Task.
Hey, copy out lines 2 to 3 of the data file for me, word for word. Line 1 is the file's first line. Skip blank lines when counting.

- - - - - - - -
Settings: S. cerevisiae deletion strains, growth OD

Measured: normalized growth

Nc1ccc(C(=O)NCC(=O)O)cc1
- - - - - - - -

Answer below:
Measured: normalized growth

Nc1ccc(C(=O)NCC(=O)O)cc1